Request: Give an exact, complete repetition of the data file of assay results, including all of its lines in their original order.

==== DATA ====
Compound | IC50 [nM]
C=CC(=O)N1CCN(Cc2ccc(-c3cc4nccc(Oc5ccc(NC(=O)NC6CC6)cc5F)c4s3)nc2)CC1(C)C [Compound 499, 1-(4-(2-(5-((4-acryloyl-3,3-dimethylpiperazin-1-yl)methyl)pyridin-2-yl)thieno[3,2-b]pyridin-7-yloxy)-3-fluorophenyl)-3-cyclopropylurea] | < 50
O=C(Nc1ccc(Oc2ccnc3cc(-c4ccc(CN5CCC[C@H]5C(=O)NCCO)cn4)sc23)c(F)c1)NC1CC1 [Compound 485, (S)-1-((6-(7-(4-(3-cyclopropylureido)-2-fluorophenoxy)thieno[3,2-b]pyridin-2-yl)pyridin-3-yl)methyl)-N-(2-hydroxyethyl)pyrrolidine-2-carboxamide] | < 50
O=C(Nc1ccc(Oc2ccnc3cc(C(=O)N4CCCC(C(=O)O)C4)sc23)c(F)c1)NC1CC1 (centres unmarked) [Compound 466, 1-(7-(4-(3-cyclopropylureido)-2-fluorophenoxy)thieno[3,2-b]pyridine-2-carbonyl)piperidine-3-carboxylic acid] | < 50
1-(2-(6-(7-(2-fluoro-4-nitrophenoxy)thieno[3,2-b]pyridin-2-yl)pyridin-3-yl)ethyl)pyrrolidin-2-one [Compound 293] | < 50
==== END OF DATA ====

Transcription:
Compound | IC50 [nM]
C=CC(=O)N1CCN(Cc2ccc(-c3cc4nccc(Oc5ccc(NC(=O)NC6CC6)cc5F)c4s3)nc2)CC1(C)C [Compound 499, 1-(4-(2-(5-((4-acryloyl-3,3-dimethylpiperazin-1-yl)methyl)pyridin-2-yl)thieno[3,2-b]pyridin-7-yloxy)-3-fluorophenyl)-3-cyclopropylurea] | < 50
O=C(Nc1ccc(Oc2ccnc3cc(-c4ccc(CN5CCC[C@H]5C(=O)NCCO)cn4)sc23)c(F)c1)NC1CC1 [Compound 485, (S)-1-((6-(7-(4-(3-cyclopropylureido)-2-fluorophenoxy)thieno[3,2-b]pyridin-2-yl)pyridin-3-yl)methyl)-N-(2-hydroxyethyl)pyrrolidine-2-carboxamide] | < 50
O=C(Nc1ccc(Oc2ccnc3cc(C(=O)N4CCCC(C(=O)O)C4)sc23)c(F)c1)NC1CC1 (centres unmarked) [Compound 466, 1-(7-(4-(3-cyclopropylureido)-2-fluorophenoxy)thieno[3,2-b]pyridine-2-carbonyl)piperidine-3-carboxylic acid] | < 50
1-(2-(6-(7-(2-fluoro-4-nitrophenoxy)thieno[3,2-b]pyridin-2-yl)pyridin-3-yl)ethyl)pyrrolidin-2-one [Compound 293] | < 50